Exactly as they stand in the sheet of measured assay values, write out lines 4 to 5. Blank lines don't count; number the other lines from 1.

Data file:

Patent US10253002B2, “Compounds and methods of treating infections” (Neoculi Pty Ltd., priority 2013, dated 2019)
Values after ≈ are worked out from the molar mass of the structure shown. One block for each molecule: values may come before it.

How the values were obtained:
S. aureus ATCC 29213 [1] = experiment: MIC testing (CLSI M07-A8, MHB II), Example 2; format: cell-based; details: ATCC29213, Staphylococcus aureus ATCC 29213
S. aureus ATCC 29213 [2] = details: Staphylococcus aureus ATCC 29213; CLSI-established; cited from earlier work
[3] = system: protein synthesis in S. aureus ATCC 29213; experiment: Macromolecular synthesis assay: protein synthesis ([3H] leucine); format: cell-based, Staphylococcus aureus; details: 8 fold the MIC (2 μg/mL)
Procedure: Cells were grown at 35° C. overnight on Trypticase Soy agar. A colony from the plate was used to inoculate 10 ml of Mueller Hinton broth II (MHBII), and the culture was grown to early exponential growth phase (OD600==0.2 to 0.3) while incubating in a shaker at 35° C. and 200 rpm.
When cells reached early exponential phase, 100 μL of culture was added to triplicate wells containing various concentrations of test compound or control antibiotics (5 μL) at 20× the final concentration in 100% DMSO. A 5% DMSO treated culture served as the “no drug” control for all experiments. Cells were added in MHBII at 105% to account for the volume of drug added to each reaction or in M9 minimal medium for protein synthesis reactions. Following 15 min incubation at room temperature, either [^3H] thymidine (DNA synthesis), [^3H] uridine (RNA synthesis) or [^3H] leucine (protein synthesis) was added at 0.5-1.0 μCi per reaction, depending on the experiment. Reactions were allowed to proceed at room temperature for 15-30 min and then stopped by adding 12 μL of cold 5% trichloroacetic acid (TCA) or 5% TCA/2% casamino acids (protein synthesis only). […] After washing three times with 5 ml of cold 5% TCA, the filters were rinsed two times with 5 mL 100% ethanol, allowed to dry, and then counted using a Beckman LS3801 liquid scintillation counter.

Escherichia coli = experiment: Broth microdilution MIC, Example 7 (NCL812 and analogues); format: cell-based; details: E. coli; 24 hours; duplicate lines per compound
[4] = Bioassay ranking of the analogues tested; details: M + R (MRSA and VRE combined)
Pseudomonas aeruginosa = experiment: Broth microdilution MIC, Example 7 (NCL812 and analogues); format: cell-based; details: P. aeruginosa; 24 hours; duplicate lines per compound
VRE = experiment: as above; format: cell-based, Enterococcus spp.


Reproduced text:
S. aureus ATCC 29213 [1] = experiment: MIC testing (CLSI M07-A8, MHB II), Example 2; format: cell-based; details: ATCC29213, Staphylococcus aureus ATCC 29213
S. aureus ATCC 29213 [2] = details: Staphylococcus aureus ATCC 29213; CLSI-established; cited from earlier work